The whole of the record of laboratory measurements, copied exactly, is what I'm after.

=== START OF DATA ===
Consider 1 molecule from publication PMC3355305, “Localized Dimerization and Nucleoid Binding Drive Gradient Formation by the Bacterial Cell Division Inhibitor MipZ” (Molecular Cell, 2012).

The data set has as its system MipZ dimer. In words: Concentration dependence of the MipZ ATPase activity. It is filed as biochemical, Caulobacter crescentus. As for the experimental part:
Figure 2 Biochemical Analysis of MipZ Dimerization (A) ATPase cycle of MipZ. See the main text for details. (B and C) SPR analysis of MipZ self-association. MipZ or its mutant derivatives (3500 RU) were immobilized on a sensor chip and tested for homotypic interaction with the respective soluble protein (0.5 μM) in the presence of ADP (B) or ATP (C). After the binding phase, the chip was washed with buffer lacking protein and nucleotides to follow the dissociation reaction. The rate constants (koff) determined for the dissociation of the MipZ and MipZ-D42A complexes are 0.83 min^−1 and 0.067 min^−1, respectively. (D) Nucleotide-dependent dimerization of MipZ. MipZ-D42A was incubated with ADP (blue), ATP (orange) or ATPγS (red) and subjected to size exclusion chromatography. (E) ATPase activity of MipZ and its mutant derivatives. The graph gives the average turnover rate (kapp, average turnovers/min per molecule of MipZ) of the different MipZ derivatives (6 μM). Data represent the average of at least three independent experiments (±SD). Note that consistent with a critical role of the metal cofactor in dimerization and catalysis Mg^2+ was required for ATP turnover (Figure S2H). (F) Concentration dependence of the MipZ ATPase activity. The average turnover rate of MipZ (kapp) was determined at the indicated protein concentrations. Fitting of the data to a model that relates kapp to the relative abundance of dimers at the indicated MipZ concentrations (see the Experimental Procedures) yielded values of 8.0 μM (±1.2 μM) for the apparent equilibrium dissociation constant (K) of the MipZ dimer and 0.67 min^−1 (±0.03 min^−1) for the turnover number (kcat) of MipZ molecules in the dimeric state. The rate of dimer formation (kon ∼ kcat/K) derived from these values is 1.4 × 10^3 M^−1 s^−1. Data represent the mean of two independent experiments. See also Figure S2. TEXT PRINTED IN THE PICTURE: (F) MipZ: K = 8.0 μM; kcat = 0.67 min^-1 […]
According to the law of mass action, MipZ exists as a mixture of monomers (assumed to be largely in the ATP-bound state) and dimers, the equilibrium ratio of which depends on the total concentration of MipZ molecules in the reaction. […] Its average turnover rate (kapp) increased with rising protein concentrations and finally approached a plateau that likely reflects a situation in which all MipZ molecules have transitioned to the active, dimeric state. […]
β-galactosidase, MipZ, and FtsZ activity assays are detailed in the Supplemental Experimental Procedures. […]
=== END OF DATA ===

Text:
Consider 1 molecule from publication PMC3355305, “Localized Dimerization and Nucleoid Binding Drive Gradient Formation by the Bacterial Cell Division Inhibitor MipZ” (Molecular Cell, 2012).

The data set has as its system MipZ dimer. In words: Concentration dependence of the MipZ ATPase activity. It is filed as biochemical, Caulobacter crescentus. As for the experimental part:
Figure 2 Biochemical Analysis of MipZ Dimerization (A) ATPase cycle of MipZ. See the main text for details. (B and C) SPR analysis of MipZ self-association. MipZ or its mutant derivatives (3500 RU) were immobilized on a sensor chip and tested for homotypic interaction with the respective soluble protein (0.5 μM) in the presence of ADP (B) or ATP (C). After the binding phase, the chip was washed with buffer lacking protein and nucleotides to follow the dissociation reaction. The rate constants (koff) determined for the dissociation of the MipZ and MipZ-D42A complexes are 0.83 min^−1 and 0.067 min^−1, respectively. (D) Nucleotide-dependent dimerization of MipZ. MipZ-D42A was incubated with ADP (blue), ATP (orange) or ATPγS (red) and subjected to size exclusion chromatography. (E) ATPase activity of MipZ and its mutant derivatives. The graph gives the average turnover rate (kapp, average turnovers/min per molecule of MipZ) of the different MipZ derivatives (6 μM). Data represent the average of at least three independent experiments (±SD). Note that consistent with a critical role of the metal cofactor in dimerization and catalysis Mg^2+ was required for ATP turnover (Figure S2H). (F) Concentration dependence of the MipZ ATPase activity. The average turnover rate of MipZ (kapp) was determined at the indicated protein concentrations. Fitting of the data to a model that relates kapp to the relative abundance of dimers at the indicated MipZ concentrations (see the Experimental Procedures) yielded values of 8.0 μM (±1.2 μM) for the apparent equilibrium dissociation constant (K) of the MipZ dimer and 0.67 min^−1 (±0.03 min^−1) for the turnover number (kcat) of MipZ molecules in the dimeric state. The rate of dimer formation (kon ∼ kcat/K) derived from these values is 1.4 × 10^3 M^−1 s^−1. Data represent the mean of two independent experiments. See also Figure S2. TEXT PRINTED IN THE PICTURE: (F) MipZ: K = 8.0 μM; kcat = 0.67 min^-1 […]
According to the law of mass action, MipZ exists as a mixture of monomers (assumed to be largely in the ATP-bound state) and dimers, the equilibrium ratio of which depends on the total concentration of MipZ molecules in the reaction. […] Its average turnover rate (kapp) increased with rising protein concentrations and finally approached a plateau that likely reflects a situation in which all MipZ molecules have transitioned to the active, dimeric state. […]
β-galactosidase, MipZ, and FtsZ activity assays are detailed in the Supplemental Experimental Procedures. […]